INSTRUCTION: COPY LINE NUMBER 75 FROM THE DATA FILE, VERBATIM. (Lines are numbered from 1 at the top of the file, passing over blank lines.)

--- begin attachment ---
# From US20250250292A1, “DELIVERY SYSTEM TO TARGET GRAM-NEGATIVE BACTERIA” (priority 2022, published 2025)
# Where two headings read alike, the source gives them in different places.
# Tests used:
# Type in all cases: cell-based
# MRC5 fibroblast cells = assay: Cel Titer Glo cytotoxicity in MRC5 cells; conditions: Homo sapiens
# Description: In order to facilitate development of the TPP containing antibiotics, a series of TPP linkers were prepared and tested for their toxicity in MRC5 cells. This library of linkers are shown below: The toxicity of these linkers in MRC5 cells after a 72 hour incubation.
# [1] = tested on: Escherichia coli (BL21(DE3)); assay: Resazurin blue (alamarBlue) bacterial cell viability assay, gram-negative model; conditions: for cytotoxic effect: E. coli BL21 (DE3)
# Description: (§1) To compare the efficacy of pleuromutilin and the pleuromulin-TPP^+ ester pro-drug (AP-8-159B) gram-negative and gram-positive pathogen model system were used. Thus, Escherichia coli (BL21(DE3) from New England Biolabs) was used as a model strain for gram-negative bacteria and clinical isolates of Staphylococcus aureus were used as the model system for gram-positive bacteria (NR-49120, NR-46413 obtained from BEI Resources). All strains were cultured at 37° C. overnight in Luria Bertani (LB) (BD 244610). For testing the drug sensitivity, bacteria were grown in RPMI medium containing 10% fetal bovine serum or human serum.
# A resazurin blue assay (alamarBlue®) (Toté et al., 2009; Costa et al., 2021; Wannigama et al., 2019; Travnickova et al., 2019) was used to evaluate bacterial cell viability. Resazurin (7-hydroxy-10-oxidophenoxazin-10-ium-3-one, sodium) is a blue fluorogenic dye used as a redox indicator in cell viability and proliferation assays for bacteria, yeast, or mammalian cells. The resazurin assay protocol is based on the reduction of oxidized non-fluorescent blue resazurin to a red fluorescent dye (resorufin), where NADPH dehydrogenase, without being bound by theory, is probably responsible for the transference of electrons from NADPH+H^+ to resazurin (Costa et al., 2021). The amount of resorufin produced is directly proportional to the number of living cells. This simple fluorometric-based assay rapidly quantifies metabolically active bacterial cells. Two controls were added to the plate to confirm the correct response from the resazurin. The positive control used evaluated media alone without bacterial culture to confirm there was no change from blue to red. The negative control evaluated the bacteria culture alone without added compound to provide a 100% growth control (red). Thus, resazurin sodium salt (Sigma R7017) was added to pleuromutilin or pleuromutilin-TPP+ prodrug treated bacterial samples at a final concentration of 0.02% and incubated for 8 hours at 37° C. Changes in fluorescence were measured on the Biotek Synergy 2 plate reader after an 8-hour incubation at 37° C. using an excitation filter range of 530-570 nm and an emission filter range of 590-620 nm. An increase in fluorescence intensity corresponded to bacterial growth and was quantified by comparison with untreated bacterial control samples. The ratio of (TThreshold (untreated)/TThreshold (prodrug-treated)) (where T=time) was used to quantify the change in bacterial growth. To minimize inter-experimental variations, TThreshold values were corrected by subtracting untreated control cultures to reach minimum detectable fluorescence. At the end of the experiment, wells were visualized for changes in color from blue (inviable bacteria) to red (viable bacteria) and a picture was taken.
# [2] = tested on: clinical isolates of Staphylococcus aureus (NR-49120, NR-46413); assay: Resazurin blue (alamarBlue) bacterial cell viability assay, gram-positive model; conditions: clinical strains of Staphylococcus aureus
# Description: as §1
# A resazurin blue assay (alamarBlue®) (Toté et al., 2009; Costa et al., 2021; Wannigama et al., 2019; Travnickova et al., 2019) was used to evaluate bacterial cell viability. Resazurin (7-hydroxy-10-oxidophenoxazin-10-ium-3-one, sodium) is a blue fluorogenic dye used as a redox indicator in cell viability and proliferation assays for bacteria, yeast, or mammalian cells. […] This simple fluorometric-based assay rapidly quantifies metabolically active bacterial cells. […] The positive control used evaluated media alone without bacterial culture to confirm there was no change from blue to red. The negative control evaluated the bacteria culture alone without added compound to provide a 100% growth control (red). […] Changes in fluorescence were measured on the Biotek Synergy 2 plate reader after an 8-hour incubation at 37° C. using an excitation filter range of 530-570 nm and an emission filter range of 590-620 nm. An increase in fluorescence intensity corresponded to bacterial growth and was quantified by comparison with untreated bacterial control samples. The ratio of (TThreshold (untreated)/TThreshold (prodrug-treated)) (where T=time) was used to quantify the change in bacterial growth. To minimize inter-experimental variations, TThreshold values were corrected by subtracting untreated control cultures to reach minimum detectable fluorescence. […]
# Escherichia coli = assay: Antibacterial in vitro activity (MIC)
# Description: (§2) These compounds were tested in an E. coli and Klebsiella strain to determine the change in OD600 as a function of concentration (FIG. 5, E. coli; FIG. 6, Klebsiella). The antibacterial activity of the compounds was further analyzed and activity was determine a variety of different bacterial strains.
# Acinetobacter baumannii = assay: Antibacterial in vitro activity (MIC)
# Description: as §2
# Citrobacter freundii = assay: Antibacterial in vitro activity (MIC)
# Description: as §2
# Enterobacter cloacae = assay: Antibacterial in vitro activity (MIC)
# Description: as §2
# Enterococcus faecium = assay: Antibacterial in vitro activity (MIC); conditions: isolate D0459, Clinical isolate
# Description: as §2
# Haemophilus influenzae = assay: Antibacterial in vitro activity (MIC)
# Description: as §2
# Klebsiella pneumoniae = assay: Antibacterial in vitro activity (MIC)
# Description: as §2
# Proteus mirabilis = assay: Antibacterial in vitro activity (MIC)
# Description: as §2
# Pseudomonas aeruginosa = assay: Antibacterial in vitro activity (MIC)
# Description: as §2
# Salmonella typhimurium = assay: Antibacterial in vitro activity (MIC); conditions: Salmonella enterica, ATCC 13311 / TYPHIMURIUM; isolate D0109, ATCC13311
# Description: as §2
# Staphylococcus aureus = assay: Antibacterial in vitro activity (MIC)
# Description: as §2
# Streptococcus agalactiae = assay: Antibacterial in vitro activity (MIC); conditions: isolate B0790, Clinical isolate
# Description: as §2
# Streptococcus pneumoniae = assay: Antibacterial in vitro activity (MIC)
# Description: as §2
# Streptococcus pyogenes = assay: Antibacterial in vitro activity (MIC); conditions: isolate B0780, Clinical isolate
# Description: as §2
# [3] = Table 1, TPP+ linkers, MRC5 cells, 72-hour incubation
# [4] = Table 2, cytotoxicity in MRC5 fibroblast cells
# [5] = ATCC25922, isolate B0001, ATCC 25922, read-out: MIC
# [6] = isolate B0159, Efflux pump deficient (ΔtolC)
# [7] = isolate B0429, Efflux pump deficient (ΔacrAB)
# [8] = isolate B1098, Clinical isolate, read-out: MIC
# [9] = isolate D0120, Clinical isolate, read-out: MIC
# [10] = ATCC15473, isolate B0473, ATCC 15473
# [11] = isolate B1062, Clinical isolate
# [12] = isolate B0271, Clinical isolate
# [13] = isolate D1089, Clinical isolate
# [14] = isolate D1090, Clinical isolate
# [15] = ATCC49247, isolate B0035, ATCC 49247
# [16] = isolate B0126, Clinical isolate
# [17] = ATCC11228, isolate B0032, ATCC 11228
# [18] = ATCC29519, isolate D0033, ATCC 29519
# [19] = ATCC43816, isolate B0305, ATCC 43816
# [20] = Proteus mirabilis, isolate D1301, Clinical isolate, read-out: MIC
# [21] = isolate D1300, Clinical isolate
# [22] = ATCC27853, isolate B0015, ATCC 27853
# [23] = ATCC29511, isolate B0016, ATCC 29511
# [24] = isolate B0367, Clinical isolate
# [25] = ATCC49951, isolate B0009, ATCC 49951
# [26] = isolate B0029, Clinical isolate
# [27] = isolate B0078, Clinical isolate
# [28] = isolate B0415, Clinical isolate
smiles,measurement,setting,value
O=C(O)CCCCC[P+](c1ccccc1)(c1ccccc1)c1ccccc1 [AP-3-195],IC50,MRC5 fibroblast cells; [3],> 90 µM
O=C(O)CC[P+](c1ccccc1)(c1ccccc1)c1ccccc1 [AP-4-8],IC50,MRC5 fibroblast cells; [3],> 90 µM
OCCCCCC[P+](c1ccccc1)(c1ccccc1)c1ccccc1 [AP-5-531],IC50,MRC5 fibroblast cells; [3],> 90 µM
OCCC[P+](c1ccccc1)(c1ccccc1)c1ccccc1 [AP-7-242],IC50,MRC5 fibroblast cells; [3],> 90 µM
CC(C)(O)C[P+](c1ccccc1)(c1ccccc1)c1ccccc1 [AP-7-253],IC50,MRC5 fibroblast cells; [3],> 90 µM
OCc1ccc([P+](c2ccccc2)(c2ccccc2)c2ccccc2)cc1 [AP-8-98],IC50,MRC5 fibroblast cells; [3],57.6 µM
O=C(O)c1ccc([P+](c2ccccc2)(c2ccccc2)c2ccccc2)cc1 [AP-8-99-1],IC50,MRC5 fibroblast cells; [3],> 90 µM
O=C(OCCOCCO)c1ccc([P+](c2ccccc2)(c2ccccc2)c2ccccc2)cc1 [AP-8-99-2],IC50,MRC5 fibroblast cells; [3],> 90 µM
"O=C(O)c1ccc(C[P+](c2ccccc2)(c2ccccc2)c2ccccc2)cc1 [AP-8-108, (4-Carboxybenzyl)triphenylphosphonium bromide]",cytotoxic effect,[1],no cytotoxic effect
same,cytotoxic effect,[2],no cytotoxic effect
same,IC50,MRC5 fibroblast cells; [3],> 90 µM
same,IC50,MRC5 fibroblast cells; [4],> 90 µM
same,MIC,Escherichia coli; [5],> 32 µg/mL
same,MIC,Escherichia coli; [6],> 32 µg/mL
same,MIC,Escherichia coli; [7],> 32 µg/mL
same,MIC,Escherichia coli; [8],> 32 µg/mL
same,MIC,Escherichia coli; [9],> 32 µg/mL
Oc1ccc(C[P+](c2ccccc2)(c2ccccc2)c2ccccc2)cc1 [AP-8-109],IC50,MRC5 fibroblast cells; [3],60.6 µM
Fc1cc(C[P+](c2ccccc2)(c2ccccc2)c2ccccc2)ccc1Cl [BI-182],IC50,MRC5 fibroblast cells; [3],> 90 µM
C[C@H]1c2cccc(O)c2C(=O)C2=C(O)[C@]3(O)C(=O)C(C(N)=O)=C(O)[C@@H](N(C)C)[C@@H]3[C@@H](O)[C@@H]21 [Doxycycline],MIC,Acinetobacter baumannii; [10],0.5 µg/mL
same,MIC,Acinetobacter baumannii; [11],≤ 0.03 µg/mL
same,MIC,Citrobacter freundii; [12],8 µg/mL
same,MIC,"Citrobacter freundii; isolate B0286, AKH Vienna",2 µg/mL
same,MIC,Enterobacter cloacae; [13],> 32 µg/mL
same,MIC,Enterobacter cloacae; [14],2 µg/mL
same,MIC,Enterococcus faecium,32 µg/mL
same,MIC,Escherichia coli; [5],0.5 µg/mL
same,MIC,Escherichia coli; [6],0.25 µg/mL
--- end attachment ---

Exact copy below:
O=C(OCCOCCO)c1ccc([P+](c2ccccc2)(c2ccccc2)c2ccccc2)cc1 [AP-8-99-2],IC50,MRC5 fibroblast cells; [3],> 90 µM